This encapsulates why running fares worse in the weight-loss stakes compared with other forms of exercise. If you are preparing for a long run, the likelihood is you're trotting along at little more than a fast walk, so your muscles hardly get going. Then there are the different consequences of aerobic versus anaerobic exercise. We burn fat during aerobic exercise (running, cycling, walking, dancing), but as soon as the exercise is over, so is the fat burning. With anaerobic workouts (weights, circuits, sprints, interval and resistance work) you burn fat and also convert some into muscle while training, but the muscles keep working out after you have stopped, so you end up with a higher calorie burn and a higher proportion of lean muscle to boot.

"It is now commonly thought that varying the intensity of your training is better than grinding along at a slow pace, because you work the heart harder and you get this afterburn," says Andy Dixon, editor of Runner's World magazine, "It's not running that makes you fat, it's eating. It's a common habit for runners to think that everything else will look after itself, but even more important than the exercise is looking at nutrition.

Running is easier than going to the gym or engaging in team sport. It's accessible, easy to get into, cheap and a very effective mode of burning fat.

The NHS recommends between 75 and 150 minutes of exercise per week, depending on the intensity, plus two sessions of muscle-strengthening activities. But the exercise doesn't have to be done in one go: the message is to become more active, rather than to offset a sedentary lifestyle with bursts of exercise.

It is important not to downplay the benefits of exercise. The part it plays in weight loss has been overstated, but it has a crucial role in most aspects of our physical health, in fighting disease and in moderating mental health. Even better, a morning jog will put a smile on your face.

Running and weight loss: the dos and don'ts

* Eat an hour-and-a-half before a run and have a healthy snack available for afterwards.

* Mix up the intensity of your run. Running for 30 minutes with bursts of sprinting is better for fat burning, lean-muscle building and fitness than a 45-minute trudge.

* Exercise followed by a treat is better for overall health than not exercising. But be aware of the calories burnt. Running for 40 minutes does not buy you two doughnuts – more like three or four oatcakes with hummus, 80g of dark chocolate or two eggs on slices of wholemeal toast.

* Avoid isotonic drinks (i.e, Gatorade, Powerade, etc) if you're exercising for less than 60 minutes. You don't need them because the carb reserve in muscles and the liver sustains us for an hour. Rehydrate with water instead.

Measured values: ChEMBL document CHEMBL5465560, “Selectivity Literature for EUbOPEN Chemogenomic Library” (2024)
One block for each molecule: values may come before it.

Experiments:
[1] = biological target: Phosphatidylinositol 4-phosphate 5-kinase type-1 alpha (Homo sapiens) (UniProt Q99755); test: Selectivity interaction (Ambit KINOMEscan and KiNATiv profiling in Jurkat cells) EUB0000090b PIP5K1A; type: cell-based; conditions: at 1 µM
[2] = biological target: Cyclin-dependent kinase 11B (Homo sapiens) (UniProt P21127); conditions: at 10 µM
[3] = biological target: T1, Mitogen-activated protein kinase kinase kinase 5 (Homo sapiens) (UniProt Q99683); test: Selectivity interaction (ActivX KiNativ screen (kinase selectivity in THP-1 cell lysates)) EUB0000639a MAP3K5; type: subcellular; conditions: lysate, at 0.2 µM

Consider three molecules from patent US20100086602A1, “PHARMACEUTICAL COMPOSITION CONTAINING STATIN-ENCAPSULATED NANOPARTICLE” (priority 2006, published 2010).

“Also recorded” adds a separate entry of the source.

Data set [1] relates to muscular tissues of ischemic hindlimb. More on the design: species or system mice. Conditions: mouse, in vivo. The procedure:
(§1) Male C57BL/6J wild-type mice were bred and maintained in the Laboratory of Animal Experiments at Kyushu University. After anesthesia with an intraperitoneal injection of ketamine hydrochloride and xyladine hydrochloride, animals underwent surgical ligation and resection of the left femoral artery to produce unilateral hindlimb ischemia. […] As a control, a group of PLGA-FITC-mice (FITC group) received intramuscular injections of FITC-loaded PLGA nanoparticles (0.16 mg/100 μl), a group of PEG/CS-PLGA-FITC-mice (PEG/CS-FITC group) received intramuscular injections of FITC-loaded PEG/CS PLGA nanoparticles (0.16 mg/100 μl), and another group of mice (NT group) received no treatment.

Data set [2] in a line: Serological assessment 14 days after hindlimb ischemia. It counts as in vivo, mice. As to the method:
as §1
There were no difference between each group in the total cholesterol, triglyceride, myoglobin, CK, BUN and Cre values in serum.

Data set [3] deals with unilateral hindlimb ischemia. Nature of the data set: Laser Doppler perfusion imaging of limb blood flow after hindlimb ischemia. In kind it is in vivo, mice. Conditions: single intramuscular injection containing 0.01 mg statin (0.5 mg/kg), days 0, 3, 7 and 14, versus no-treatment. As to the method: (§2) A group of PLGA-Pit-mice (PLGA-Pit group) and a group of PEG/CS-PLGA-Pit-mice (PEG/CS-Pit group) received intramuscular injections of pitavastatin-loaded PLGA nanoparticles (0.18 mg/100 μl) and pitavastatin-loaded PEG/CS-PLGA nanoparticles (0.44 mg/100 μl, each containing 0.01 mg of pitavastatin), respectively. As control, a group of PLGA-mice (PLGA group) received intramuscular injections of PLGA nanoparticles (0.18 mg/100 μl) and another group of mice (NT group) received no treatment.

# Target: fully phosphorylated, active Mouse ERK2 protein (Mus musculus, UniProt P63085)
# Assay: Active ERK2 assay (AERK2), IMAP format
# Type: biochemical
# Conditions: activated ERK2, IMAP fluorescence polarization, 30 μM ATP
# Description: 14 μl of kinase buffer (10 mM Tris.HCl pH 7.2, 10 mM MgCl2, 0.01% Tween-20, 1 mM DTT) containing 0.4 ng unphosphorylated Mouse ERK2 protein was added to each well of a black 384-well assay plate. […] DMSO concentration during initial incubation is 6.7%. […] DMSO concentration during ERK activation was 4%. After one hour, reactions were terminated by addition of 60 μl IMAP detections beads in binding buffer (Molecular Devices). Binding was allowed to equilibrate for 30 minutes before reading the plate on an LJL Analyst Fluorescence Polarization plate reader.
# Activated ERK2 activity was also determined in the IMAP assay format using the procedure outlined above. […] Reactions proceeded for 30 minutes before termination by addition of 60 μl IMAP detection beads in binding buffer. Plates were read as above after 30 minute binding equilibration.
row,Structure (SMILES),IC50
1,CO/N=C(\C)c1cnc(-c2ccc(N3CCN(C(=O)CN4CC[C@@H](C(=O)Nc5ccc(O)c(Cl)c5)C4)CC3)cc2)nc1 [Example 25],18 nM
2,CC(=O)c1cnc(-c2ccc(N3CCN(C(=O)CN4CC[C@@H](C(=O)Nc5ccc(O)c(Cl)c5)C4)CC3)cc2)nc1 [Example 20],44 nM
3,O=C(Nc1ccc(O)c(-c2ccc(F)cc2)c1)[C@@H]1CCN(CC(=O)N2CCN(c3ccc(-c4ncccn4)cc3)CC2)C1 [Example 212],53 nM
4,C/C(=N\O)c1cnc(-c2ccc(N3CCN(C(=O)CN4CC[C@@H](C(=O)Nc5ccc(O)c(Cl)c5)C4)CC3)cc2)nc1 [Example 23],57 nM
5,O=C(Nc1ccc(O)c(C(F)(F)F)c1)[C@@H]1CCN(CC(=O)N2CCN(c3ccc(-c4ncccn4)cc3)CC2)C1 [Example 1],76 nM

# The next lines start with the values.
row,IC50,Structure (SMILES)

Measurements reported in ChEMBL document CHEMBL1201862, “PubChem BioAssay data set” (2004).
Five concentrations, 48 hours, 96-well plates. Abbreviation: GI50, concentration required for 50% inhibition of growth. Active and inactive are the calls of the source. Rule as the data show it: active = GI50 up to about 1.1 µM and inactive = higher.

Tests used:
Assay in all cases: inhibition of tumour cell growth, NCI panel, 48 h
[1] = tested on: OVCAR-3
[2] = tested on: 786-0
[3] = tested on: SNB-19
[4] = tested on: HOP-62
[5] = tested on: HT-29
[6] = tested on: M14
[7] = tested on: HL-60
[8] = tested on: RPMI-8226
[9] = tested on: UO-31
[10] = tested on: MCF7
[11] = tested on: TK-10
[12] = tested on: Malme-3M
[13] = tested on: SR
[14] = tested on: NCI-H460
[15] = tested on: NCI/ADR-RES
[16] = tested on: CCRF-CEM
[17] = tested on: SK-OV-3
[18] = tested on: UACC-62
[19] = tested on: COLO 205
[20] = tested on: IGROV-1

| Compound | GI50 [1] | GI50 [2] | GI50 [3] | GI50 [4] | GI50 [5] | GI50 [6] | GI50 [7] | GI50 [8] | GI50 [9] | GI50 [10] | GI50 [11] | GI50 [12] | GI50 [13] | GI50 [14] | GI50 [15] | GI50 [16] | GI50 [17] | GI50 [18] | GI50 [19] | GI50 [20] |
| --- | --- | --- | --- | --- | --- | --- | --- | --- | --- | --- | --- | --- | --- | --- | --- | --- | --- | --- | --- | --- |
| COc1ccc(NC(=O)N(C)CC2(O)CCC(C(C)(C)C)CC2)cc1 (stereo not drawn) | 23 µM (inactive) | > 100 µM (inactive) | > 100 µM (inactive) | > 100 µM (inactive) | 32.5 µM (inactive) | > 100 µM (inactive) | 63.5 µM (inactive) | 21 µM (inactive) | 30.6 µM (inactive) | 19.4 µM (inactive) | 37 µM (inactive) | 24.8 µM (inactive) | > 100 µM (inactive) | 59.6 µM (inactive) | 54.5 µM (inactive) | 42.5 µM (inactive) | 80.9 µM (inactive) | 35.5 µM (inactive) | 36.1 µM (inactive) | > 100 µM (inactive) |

Sunday, October 23, 2011

A Smelly Post and Seitan Review

Body odor can be affected by diet as well as sweat

(By Molly Kimball, RD)

Interesting food bite I thought I'd share with you:

If glorious smells make us want to eat, is there a scent that could have the opposite effect and actually reduce our urge?

Yes, there is, says psychologist Bryan Raudenbush, a professor at Wheeling Jesuit University in West Virginia.

It's peppermint.

His study showed that volunteers who sniffed peppermint scent every two hours were not as hungry as nonsniffers and — even better — they ate 2,800 fewer calories in a week. That's enough to lose close to a pound.

The peppermint, he says, "is distracting you from your hunger pains, and you don't feel as inclined to eat as much."

(Eating peppermint candy or chewing peppermint gum doesn't work as well.)

Raudenbush's earlier studies showed that athletes perform better if they sniff peppermint. "They were able to go longer at the gym, able to push themselves, were more motivated, less fatigued and felt like they had more energy."

The study also concluded "another implication would be that peppermint scent could be used to curb individuals' false hunger cravings, i.e. emotional eating."

Peppermint oil is available online and can be dabbed on a wristband, for example, for easy sniffing. Raudenbush's study used packaged peppermint inhalers available in nutrition stores or for $9.99 at

Q: What is seitan? How healthy is it?

A: Also called wheat gluten, seitan (pronounced “say-tahn”) is a meat substitute that does a better job of resembling real meat than others. A staple in Asian cuisine, wheat gluten made its way to the West with the rise of macrobiotic diets several decades ago under the name seitan, which loosely translates into “made of protein.” Another name for it is “wheat meat.”

Seitan is traditionally made by mixing whole-wheat flour with water and kneading the dough under water until the starch dissolves away. The stretchy gluten (protein) that remains is cut into strips and cooked in broth, resulting in a product that has the chewy and stringy texture of meat. It can be flavored to taste like meat, too.